There are two types of spelunking trips: the ones where you reach the end of the cave and the ones where there’s absolutely no way. Both are great adventures, with awesome natural underground architecture, but there’s something mysterious and magical about the latter kind of trip. Your mind starts to wander and you wonder just how deep the caves reach and if anybody has ever gone that far.
Then there are the caves that extend much deeper, too dangerous to be destinations for public recreation. How far do they go? How much of them have been explored already? While these questions are still for the most part unanswered, more and more expeditions are giving us more and more clues.
Here are 6 of the deepest caves (we know of) on the planet:
Cehi 2, Slovenia
When Italian alpinists mapped Cehi 2, Slovenia’s deepest cave, they managed to go as deep as 4,928 feet—and it goes farther than that. That’s just about the combined height of 822 6-foot tall people or more than twice the height of the tallest man-made structure.
Located in Georgie in the Caucasus range, there’s potential that Sarma is the deepest cave in the world. But as of now, we only know that it’s more than 5,062 feet deep. That said, researchers continue to explore and discover more and more of this incredible underground wonder.
Krubera-Voronja Cave, Georgia
The Krubera-Voronja is the deepest known cave in the world. Located relatively near to the Sarma underneath the mountain ranges of Georgia, it has a total depth of 7,188 feet. It’s the first cave to be explored more than 2km down and it’s the only known cave deeper than 2km.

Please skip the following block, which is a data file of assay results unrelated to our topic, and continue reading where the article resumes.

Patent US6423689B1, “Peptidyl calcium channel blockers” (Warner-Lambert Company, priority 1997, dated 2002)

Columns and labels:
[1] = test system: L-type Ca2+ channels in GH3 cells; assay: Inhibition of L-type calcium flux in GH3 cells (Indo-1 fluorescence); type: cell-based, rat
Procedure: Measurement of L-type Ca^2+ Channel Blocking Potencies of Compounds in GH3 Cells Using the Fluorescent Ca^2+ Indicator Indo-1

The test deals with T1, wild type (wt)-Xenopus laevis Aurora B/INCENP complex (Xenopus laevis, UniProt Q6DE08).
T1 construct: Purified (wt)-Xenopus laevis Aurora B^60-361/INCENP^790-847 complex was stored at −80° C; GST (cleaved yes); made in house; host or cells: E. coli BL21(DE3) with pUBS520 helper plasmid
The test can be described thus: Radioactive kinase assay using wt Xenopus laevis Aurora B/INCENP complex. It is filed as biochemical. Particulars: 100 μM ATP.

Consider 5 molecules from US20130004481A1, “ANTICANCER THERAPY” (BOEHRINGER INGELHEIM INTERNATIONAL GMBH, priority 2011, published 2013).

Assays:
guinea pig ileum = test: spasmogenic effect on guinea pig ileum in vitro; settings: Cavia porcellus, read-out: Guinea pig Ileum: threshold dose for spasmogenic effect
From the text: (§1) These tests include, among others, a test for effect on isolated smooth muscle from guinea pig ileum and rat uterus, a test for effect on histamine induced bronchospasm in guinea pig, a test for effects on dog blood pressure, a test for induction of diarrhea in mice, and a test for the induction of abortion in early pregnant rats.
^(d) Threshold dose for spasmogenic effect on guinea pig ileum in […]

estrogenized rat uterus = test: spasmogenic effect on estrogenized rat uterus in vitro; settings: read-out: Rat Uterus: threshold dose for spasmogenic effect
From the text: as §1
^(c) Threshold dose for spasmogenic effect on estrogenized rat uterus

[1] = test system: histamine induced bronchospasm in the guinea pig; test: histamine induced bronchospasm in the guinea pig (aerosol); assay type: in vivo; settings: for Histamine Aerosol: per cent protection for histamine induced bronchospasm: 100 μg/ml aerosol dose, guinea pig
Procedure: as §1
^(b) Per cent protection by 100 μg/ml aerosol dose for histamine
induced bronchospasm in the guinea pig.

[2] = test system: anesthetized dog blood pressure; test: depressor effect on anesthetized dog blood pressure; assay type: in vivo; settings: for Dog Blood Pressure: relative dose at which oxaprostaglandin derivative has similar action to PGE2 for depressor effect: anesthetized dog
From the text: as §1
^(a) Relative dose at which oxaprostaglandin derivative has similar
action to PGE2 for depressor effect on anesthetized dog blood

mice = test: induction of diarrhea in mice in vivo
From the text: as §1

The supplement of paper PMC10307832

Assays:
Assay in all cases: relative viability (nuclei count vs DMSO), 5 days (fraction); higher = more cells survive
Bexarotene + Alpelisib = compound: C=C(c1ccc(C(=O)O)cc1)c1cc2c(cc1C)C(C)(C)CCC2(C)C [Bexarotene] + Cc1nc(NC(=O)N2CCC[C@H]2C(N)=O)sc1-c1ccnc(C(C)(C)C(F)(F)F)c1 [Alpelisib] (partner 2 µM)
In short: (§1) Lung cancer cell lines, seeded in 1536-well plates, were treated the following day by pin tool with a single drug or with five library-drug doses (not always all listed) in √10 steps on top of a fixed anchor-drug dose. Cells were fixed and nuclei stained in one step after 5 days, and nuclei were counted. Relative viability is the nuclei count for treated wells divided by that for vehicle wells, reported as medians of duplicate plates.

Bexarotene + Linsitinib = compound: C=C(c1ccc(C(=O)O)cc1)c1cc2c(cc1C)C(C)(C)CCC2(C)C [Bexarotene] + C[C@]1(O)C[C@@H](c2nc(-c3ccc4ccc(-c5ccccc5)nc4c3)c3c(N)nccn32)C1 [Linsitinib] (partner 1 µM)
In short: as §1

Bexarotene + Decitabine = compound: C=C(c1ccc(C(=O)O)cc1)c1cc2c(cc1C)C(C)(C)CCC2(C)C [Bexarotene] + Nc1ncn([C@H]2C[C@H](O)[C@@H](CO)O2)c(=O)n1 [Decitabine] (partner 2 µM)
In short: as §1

The Illuzia-Snezhnaja-Mezhonnogo is much bigger than the Krubera-Voronja, but not as deep. Also located in the Western Caucasus of Georgia, it’s actually a cave system made up of two caves: the Illuzia (Illusion) and the Snezhnaja (Snowy) that together extend 5,751 feet down.
Gouffre Mirolda, France
The Gouffre Mirolda once held the record for the world’s deepest cave. An expedition in 2003 showed it was connected to the Lucien Coudlier, measuring 5,685 feet down. It was the first cave to be explored more than 1km down, another record which has also since been beaten.
Vogelshacht and Lamprechtsofen, Austria
Two caves, the Vogelshacht and the Lamprechtsofen, make up this cave system. Though it’s still being explored, it’s known that it currently reaches a known 5,354 feet down. But it could very well be much, much deeper, since there’s no bottom of the cave in sight.